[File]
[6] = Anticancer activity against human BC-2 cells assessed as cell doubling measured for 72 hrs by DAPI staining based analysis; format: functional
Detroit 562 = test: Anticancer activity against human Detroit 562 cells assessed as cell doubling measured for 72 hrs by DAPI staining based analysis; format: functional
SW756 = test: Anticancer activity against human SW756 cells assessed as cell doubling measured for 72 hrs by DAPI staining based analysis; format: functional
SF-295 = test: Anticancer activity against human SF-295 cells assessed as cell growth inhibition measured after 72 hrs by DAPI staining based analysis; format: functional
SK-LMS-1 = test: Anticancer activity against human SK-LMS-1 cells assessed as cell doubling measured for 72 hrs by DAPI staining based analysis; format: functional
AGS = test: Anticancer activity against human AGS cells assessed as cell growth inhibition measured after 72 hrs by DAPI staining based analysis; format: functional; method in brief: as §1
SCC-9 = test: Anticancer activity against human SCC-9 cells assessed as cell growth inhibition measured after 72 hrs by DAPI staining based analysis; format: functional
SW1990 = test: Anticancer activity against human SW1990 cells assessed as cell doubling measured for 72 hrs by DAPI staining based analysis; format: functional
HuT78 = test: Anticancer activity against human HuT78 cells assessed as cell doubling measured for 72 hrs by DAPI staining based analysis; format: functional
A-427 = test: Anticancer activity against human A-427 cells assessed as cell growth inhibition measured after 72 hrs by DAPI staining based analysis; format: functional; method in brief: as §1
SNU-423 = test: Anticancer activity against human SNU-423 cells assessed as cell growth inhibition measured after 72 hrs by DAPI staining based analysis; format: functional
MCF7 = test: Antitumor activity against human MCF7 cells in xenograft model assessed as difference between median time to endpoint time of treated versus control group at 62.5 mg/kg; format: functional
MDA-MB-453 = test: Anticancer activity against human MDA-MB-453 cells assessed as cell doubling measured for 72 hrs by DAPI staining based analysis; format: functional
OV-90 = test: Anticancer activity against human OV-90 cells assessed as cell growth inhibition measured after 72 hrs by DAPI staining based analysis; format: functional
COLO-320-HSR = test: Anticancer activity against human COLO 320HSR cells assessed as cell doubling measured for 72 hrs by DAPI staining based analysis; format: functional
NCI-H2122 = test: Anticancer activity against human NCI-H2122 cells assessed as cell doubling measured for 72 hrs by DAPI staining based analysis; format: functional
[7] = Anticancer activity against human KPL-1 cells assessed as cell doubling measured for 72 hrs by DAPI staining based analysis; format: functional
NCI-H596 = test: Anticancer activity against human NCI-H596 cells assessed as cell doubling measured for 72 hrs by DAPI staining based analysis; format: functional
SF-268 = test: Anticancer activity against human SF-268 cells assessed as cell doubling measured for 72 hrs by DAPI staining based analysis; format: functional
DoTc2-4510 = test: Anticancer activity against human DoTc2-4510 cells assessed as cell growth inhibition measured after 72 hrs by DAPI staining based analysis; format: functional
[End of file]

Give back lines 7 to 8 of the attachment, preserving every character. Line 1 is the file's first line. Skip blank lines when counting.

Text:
SCC-9 = test: Anticancer activity against human SCC-9 cells assessed as cell growth inhibition measured after 72 hrs by DAPI staining based analysis; format: functional
SW1990 = test: Anticancer activity against human SW1990 cells assessed as cell doubling measured for 72 hrs by DAPI staining based analysis; format: functional